Dear Matthew, (01)
I agree with your points. I'd like to add some comments and give
a historical example of the way a simple theory develops over time
into a large family (a hierarchy) of related theories. (02)
JFS>> There is no [stage in the development of an ontology] that is
>> "just enough" for *all* applications. Cyc, for example, found
>> that no matter how much knowledge they have formalized over the
>> past 26 years, they can't get up to a level that is "enough".
>> Every new application requires more. (03)
MW> What this does is change the problem slightly from actually having
> an ontology that does capture everything, to having an ontology that
> is easily extensible when things are found that are beyond its current
> scope. (04)
I agree. But if you think of a ontology as a single, unified theory,
then you have many thorny issues about what it means to be extensible.
But if you think of an ontology as a collection of theories organized
in a hierarchy, no single theory ever changes. Instead, each innovation
adds another theory to the hierarchy, which may be a generalization,
a specialization, a sibling, or a cousin of some other theory. You
can also compare and combine theories. (05)
MW> Another thing that falls out from this is how you deal with context.
> By this I mean what is left implicit. Making the context explicit
> becomes increasingly important if you want to adopt this approach. (06)
Yes, you can think of context as some additional statements S that are
added to a theory T to specialize it for some particular application.
But there are also many other reasons for adding more statements.
In terms of the hierarchy, the deductive closure of T with more
statements S is a new theory T2 that is placed below the original T. (07)
JFS>> But for any given set of applications, it is not too difficult
>> to formalize just enough for those applications. (08)
MW> Doing this for a known set of applications is relatively easy.
> The challenge is to enable arbitrary addition of applications. (09)
I agree. And my suggestion for supporting an openended number of
applications of any kind is to organize the collection of theories
in a hierarchy. Any change of any kind can be accommodated by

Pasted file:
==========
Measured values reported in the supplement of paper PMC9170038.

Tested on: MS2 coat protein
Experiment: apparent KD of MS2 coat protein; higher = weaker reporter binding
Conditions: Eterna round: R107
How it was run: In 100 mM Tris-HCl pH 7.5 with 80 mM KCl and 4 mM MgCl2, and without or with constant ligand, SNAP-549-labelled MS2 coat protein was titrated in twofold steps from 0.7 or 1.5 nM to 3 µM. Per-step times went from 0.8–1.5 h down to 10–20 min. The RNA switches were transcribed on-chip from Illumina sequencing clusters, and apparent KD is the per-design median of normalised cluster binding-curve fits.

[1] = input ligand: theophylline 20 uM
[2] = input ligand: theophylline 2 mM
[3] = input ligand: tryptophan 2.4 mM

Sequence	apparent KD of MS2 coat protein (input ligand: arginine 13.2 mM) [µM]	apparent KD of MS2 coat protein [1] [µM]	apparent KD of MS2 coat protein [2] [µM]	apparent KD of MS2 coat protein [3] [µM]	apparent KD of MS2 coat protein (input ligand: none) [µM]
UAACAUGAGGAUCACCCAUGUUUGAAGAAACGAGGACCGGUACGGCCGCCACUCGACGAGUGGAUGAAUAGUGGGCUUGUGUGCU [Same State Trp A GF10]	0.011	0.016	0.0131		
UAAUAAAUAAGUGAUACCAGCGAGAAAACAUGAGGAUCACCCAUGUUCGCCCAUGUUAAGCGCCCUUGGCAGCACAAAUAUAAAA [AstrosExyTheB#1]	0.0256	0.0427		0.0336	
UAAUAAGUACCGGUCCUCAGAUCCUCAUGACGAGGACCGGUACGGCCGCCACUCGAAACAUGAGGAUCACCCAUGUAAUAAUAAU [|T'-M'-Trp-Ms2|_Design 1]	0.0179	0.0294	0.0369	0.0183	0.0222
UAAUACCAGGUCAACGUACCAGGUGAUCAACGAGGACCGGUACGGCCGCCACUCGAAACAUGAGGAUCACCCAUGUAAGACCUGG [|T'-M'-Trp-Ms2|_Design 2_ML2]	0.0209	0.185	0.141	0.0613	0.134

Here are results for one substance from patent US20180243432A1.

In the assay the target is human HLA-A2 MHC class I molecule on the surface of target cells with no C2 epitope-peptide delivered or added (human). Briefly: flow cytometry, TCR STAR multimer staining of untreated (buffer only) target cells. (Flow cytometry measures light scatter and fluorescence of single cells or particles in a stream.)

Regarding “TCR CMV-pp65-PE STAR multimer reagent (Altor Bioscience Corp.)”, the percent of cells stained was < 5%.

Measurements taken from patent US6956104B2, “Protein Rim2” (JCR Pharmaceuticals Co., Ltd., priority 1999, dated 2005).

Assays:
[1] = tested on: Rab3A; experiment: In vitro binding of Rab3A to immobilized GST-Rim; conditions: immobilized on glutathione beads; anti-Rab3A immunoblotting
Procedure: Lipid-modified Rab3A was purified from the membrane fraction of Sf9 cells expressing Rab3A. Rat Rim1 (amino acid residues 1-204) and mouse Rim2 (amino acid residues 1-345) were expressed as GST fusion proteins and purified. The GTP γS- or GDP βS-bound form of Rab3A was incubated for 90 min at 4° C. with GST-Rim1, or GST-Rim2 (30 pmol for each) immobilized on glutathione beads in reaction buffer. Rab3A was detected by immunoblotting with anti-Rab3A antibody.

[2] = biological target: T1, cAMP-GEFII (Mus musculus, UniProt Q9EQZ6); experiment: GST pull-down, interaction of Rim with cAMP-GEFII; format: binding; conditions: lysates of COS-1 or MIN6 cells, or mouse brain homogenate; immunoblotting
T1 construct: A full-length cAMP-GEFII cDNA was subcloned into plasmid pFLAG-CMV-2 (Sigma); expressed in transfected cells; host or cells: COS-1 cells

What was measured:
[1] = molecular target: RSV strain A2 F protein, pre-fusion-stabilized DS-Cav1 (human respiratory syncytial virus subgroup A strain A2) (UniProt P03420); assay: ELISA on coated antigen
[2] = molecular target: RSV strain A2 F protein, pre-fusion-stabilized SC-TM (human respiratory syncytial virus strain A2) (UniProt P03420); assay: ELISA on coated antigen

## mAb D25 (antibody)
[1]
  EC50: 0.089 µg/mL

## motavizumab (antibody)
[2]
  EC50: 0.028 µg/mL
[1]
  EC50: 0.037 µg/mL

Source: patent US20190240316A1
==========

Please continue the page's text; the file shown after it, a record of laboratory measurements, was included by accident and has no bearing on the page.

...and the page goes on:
inserting a generalization, specialization, sibling, or cousin. (010)
To illustrate how a collection of theories evolves from a simple
starting point, I'd like to review the developments that evolved
from George Boole's algebra of the mid 19th century: (011)
1. The original Boolean algebra had four operators, represented
by the arithmetic symbols +, x, , and =, and two constants
0 and 1. But he modified the axioms of the usual arithmetic. (012)
2. Boole interpreted the letters related by those operators in three
different ways (propositions, sets, or monadic predicates), but he
used exactly the same symbols and axioms for all interpretations. (013)
a) Letters such as A, B, and C would represent propositions:
'A + B = C' means C is the disjunction (OR) of A and B.
'A x B = C' means C is the conjunction (AND) of A and B.
'A' is the negation of A.
'A=0' means A is false.
'A=1' means A is true. (014)
b) Letters represent sets:
'A + B = C' means C is the union of A and B.
'A x B = C' means C is the intersection of A and B.
'A' is the complement of A.
'A=0' means A is the empty set.
'A=1' means A is the universal set of everything. (015)
c) Letters represent monadic predicates applied to some fixed
or implicit subject or context. In modern notation, let
s represent the subject and use the notation A(s):
'A + B = C' means A(s) or B(s) = C(s).
'A x B = C' means A(s) and B(s) = C(s).
'A' means ~A(s).
'A=0' means A(s) is false.
'A=1' means A(s) is true. (016)
During the 1860s, there were many applications, discussions,
extensions, and revisions of Boolean algebra: (017)
1. Boole had interpreted '+' as exclusive OR for propositions
and disjoint union for sets, but many people preferred to
use that symbol for inclusive OR and the modern union. (018)
2. De Morgan showed that you only needed two operators, and
you can define '+' in terms of 'x' and '' or define